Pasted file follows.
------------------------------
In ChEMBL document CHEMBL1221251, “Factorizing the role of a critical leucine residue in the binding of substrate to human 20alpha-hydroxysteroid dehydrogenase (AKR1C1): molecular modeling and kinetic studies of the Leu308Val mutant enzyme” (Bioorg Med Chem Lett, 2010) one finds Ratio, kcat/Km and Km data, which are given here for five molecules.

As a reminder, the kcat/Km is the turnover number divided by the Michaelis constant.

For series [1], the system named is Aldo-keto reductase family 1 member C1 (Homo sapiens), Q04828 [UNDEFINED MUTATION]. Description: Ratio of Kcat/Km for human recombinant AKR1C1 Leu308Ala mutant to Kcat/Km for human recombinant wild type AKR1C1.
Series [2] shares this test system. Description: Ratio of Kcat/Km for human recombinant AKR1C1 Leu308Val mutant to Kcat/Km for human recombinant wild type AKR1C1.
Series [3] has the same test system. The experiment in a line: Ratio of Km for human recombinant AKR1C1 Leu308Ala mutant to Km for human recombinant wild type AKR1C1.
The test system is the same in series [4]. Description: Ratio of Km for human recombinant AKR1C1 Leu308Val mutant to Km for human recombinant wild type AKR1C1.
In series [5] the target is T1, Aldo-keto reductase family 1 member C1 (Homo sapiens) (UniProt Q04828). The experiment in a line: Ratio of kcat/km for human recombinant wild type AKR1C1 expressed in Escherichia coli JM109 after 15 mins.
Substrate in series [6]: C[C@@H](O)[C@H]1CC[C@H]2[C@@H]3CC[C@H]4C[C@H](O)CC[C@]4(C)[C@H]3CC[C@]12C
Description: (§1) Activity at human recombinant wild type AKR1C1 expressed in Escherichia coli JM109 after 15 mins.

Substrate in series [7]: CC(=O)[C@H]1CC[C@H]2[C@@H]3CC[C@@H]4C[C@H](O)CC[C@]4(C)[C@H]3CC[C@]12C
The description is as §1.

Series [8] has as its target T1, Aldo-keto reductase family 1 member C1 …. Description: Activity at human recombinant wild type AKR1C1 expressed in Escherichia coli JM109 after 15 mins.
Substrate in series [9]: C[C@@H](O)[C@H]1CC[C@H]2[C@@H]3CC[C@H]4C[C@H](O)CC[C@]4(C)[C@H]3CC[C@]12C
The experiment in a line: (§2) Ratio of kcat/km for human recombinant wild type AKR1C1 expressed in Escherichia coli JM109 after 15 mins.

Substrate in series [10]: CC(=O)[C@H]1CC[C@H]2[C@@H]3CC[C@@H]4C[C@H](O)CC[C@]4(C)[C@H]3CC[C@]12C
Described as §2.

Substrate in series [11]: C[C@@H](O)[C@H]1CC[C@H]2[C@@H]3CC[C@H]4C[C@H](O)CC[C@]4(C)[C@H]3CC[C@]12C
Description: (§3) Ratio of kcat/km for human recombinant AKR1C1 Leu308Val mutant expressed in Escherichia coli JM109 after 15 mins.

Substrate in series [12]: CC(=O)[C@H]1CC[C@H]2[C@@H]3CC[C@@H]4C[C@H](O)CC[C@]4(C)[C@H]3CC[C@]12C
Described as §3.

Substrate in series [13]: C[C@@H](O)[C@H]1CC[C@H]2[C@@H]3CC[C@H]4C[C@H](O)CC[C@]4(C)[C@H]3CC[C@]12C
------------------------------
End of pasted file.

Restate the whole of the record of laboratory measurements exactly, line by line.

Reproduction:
In ChEMBL document CHEMBL1221251, “Factorizing the role of a critical leucine residue in the binding of substrate to human 20alpha-hydroxysteroid dehydrogenase (AKR1C1): molecular modeling and kinetic studies of the Leu308Val mutant enzyme” (Bioorg Med Chem Lett, 2010) one finds Ratio, kcat/Km and Km data, which are given here for five molecules.

As a reminder, the kcat/Km is the turnover number divided by the Michaelis constant.

For series [1], the system named is Aldo-keto reductase family 1 member C1 (Homo sapiens), Q04828 [UNDEFINED MUTATION]. Description: Ratio of Kcat/Km for human recombinant AKR1C1 Leu308Ala mutant to Kcat/Km for human recombinant wild type AKR1C1.
Series [2] shares this test system. Description: Ratio of Kcat/Km for human recombinant AKR1C1 Leu308Val mutant to Kcat/Km for human recombinant wild type AKR1C1.
Series [3] has the same test system. The experiment in a line: Ratio of Km for human recombinant AKR1C1 Leu308Ala mutant to Km for human recombinant wild type AKR1C1.
The test system is the same in series [4]. Description: Ratio of Km for human recombinant AKR1C1 Leu308Val mutant to Km for human recombinant wild type AKR1C1.
In series [5] the target is T1, Aldo-keto reductase family 1 member C1 (Homo sapiens) (UniProt Q04828). The experiment in a line: Ratio of kcat/km for human recombinant wild type AKR1C1 expressed in Escherichia coli JM109 after 15 mins.
Substrate in series [6]: C[C@@H](O)[C@H]1CC[C@H]2[C@@H]3CC[C@H]4C[C@H](O)CC[C@]4(C)[C@H]3CC[C@]12C
Description: (§1) Activity at human recombinant wild type AKR1C1 expressed in Escherichia coli JM109 after 15 mins.

Substrate in series [7]: CC(=O)[C@H]1CC[C@H]2[C@@H]3CC[C@@H]4C[C@H](O)CC[C@]4(C)[C@H]3CC[C@]12C
The description is as §1.

Series [8] has as its target T1, Aldo-keto reductase family 1 member C1 …. Description: Activity at human recombinant wild type AKR1C1 expressed in Escherichia coli JM109 after 15 mins.
Substrate in series [9]: C[C@@H](O)[C@H]1CC[C@H]2[C@@H]3CC[C@H]4C[C@H](O)CC[C@]4(C)[C@H]3CC[C@]12C
The experiment in a line: (§2) Ratio of kcat/km for human recombinant wild type AKR1C1 expressed in Escherichia coli JM109 after 15 mins.

Substrate in series [10]: CC(=O)[C@H]1CC[C@H]2[C@@H]3CC[C@@H]4C[C@H](O)CC[C@]4(C)[C@H]3CC[C@]12C
Described as §2.

Substrate in series [11]: C[C@@H](O)[C@H]1CC[C@H]2[C@@H]3CC[C@H]4C[C@H](O)CC[C@]4(C)[C@H]3CC[C@]12C
Description: (§3) Ratio of kcat/km for human recombinant AKR1C1 Leu308Val mutant expressed in Escherichia coli JM109 after 15 mins.

Substrate in series [12]: CC(=O)[C@H]1CC[C@H]2[C@@H]3CC[C@@H]4C[C@H](O)CC[C@]4(C)[C@H]3CC[C@]12C
Described as §3.

Substrate in series [13]: C[C@@H](O)[C@H]1CC[C@H]2[C@@H]3CC[C@H]4C[C@H](O)CC[C@]4(C)[C@H]3CC[C@]12C